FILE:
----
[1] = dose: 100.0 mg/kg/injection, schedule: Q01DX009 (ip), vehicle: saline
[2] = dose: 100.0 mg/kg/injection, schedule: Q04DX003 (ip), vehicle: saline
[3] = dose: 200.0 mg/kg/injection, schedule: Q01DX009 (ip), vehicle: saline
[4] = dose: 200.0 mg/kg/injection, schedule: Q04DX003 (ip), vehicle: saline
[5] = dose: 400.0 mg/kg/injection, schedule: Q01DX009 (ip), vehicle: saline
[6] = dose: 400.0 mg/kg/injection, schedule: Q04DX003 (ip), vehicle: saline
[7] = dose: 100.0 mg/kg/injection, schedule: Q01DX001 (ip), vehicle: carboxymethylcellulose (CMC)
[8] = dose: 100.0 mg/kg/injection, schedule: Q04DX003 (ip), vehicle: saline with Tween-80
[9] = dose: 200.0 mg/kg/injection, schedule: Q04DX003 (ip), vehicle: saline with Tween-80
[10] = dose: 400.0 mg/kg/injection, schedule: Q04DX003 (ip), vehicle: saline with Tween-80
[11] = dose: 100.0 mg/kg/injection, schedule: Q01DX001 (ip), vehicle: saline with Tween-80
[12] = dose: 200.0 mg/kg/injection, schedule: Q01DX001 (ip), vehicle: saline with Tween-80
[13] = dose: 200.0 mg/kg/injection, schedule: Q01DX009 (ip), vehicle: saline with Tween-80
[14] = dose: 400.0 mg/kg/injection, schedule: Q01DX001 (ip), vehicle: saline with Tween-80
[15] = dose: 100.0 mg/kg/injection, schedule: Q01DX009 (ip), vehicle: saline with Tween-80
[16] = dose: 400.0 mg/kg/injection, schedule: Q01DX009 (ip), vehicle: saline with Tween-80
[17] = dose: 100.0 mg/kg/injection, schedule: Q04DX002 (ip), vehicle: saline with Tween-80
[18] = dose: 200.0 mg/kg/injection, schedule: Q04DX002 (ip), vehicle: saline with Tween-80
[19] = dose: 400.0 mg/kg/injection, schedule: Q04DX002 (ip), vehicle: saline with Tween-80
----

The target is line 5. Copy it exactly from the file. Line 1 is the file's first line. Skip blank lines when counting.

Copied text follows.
[5] = dose: 400.0 mg/kg/injection, schedule: Q01DX009 (ip), vehicle: saline